We live in a rapidly changing world. On so many levels, everything that constitutes life as we know it is shifting and fluctuating. We are asked to “go with the flow,” to “ride the wave” and to “go inside” to find and maintain that place of inner permanence and peace. I have also heard that physical balance is an imperative to surviving this upheaval and that even our DNA needs to change or reboot in order to be in sync with the atmospheric shifts.
More and more people are turning to Yoga as a practice to help them find or maintain harmony in their personal reality. Yoga is attracting people from many walks of life, different religions and every imaginable type of profession. It has become popular as an effective remedy for “Post Traumatic Stress Disorder” and is even used by war veterans in the United States. Many Yoga teachers are diversifying by exploring different aspects and angles of Yoga. Yoga Therapy, Yoga Nidra, Chanting Kirtan, studying Sanskrit scriptures and Ayurveda. Actually, Hatha Yoga is originally only one part of “Classical Yoga,” the ancient holistic, medicinal and therapeutic Ayurveda! It is evident that the Yoga Kula, the community of Yoga, has become an accepted reality all over the world, with no limitation of language, culture or time period.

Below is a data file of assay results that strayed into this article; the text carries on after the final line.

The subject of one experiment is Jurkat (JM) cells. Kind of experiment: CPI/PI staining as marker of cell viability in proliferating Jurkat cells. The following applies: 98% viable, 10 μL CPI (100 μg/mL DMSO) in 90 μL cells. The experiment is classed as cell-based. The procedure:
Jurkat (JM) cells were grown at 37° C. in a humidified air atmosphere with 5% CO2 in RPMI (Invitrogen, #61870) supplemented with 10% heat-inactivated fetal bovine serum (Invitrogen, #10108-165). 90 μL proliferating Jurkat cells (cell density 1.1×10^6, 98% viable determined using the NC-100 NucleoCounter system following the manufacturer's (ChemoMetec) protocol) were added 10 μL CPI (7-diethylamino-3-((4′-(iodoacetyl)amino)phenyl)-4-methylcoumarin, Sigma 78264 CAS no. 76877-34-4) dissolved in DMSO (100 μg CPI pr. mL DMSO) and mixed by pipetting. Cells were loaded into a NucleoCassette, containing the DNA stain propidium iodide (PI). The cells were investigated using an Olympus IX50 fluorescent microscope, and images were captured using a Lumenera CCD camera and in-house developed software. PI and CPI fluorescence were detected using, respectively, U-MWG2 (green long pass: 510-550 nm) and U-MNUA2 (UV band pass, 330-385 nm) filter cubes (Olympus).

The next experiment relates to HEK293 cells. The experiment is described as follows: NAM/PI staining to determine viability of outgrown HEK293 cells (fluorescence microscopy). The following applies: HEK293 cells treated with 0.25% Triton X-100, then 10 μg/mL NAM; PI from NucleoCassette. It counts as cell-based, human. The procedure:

WHAT DRAWS PEOPLE TO YOGA?
In my 2007 Yoga article in IbiCASA magazine, I stated that Hatha Yoga is a form that leads to the formless. I would say now that we as humans embody the formless, eternal light of life and our Yoga practice is one way that we honour that light and keep it alive and glowing. In return, that flame nourishes our spirit, our body, and every aspect of our being. We literally “shine” from the inside out.
WHY WOULD YOU WANT TO TAKE A YOGA TEACHER TRAINING?
If you are drawn to an intensive Yoga retreat experience, any of these factors may be in play:
- You are drawn to the movement and the mystery of energy.
- You are looking for healing.
- You want to improve your self-esteem
- You want to exercise your instinct and power of choice through Yoga.
- You love your Yoga practice, the balance and the comfort it brings and you want more.
- You want to express yourself more fully and with a purpose.
- You want to share/transmit your experience of Yoga.
- You want to continue improving your physical fitness.
- You want to know yourself better.
- You feel a spiritual calling.
If you are considering becoming a Yoga Teacher, it is worthwhile to look at the concept of service.
The whole foundation of teaching is service, or as it is called in Yoga communities, “SEVA” which comes from the root “to serve” or typically called “KARMA YOGA.” At the core of Yoga philosophy, Karma meaning “action” is one of the four paths to realization. Karma Yoga is selfless or righteous action. For me, teaching is how I serve others. I am fulfilled through service, because I feel it is my purpose and my calling.
PURPOSE OF YTTC